Interior reverses decision at heart of Zinke criminal investigation
DOJ investigation into former Interior chief goes to grand jury
A court proceeding looking into whether former Interior Secretary Ryan Zinke lied to federal investigators about a decision he made while heading the agency is fully underway, according to The Washington Post.
Prosecutors have already begun presenting evidence to a grand jury on whether Zinke made false claims to investigators about his decision to deny a petition by two Indian tribes to operate a casino for profit in Connecticut, two sources told the Post.
The Inspector General office of the Interior Department referred the matter to the Department of Justice after its investigators became concerned that Zinke had lied to them about how he came to his decision on the casino.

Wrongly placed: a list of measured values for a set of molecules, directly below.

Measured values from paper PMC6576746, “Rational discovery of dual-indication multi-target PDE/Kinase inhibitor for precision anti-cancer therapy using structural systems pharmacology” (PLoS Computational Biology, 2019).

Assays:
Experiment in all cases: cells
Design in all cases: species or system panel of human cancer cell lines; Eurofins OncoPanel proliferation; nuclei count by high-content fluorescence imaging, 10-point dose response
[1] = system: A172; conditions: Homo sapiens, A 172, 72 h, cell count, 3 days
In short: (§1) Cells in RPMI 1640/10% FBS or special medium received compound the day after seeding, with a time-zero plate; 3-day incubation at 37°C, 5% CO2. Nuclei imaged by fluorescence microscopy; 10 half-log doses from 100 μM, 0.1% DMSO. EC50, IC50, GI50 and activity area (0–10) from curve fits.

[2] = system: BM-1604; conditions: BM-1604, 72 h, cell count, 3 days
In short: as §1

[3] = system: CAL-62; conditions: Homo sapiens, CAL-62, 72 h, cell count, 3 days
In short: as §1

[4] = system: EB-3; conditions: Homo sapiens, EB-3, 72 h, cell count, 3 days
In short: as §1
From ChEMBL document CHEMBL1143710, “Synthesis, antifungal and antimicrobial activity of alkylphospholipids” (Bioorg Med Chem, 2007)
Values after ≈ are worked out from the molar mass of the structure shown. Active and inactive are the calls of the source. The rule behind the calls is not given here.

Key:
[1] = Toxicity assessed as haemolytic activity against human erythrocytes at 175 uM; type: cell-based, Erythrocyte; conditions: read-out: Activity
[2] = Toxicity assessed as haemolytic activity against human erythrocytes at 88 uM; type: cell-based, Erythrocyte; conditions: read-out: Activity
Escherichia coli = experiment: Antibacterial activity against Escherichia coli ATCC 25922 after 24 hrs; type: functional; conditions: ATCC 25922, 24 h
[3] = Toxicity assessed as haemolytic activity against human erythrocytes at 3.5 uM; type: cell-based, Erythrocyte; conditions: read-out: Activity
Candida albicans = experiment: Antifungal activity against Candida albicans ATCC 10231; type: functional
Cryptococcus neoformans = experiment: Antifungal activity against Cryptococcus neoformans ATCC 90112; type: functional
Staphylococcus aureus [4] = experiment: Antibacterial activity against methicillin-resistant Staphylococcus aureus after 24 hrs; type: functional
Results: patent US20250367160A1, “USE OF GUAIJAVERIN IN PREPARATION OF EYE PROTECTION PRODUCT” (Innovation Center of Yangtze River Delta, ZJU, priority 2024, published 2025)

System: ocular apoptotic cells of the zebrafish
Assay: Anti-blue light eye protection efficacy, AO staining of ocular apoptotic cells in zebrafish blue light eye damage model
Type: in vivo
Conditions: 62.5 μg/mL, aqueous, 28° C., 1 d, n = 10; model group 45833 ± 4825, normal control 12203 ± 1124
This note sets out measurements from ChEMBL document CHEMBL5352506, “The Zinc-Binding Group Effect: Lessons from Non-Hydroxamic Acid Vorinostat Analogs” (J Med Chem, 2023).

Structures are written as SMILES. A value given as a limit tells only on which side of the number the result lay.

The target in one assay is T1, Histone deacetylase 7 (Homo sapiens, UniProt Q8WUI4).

The investigation follows a decision in September 2017 by the Interior Department to decline to approve an application by two tribes - the Mashantucket Pequot and Mohegan - to run a casino in Connecticut.
Interior had tentatively signed off on the proposal in the summer of 2017, before mega-casino MGM began lobbying against it. MGM argued that granting the tribes' application would give them an unfair advantage over a casino 12 miles away from the proposed site of the tribes' venture.
The two tribes argued that Interior's reversal came because of political pressure, and the Mashantucket Pequot and the state of Connecticut sued.
Zinke resigned in December as he dealt with multiple ethics controversies, including the reports of the DOJ investigation.
He has said he was unaware of any investigations into him and had not been contacted by investigators. Zinke did not return a request for comment.
A spokesperson for the Interior Department said the agency cannot comment on matters in litigation or under investigation.
While grand jury proceedings are not made public, the Post reported that Zinke had not been called to appear before the grand jury as of Friday.